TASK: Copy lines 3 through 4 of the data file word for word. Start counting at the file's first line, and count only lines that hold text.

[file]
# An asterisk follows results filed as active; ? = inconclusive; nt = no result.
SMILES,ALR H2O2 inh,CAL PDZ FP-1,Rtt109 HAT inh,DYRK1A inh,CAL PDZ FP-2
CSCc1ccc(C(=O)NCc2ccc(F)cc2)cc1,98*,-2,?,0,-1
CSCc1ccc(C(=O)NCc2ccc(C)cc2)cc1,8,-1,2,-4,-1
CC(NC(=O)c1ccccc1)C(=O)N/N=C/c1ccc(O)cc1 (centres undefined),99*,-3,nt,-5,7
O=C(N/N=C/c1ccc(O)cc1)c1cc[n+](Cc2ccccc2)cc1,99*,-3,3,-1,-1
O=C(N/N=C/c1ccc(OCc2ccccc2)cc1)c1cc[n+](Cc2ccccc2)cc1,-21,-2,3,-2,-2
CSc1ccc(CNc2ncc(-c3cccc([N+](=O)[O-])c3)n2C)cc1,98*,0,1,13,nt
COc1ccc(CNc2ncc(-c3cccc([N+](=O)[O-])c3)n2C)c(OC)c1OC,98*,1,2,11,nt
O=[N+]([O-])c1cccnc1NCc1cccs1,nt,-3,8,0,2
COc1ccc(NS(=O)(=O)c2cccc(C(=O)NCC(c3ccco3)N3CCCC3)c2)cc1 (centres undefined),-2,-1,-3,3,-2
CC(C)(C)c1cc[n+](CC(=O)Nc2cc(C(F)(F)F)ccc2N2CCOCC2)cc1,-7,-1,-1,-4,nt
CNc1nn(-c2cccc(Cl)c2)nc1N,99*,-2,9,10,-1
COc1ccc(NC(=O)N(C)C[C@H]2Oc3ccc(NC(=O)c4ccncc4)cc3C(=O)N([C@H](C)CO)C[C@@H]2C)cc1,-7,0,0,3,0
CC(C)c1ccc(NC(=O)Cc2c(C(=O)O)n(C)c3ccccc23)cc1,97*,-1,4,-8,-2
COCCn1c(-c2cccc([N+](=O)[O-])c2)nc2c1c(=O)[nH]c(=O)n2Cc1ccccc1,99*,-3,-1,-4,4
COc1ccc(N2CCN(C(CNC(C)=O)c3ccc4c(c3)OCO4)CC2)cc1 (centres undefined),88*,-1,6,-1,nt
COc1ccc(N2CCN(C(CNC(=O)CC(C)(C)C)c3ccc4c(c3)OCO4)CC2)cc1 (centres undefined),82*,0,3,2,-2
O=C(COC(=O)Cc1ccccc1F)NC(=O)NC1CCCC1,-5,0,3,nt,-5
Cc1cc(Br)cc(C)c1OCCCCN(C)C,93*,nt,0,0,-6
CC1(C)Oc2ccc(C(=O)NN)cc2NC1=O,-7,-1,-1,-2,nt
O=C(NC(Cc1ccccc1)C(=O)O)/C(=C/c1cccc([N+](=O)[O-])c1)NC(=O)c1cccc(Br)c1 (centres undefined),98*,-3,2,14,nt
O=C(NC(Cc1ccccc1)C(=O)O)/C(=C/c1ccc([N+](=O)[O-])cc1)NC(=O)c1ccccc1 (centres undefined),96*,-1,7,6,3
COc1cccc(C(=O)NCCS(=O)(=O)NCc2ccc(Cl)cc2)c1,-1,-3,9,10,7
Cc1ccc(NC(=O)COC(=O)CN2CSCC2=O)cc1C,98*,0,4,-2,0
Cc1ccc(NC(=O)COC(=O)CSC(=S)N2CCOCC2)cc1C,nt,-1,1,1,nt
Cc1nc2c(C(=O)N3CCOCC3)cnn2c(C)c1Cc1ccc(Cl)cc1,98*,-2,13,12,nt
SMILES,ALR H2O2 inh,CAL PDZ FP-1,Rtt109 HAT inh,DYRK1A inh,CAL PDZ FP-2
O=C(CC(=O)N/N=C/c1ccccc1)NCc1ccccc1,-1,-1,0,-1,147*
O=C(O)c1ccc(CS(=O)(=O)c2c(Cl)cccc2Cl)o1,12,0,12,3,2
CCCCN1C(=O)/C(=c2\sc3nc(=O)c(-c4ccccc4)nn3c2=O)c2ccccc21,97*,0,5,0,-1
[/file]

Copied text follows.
CSCc1ccc(C(=O)NCc2ccc(F)cc2)cc1,98*,-2,?,0,-1
CSCc1ccc(C(=O)NCc2ccc(C)cc2)cc1,8,-1,2,-4,-1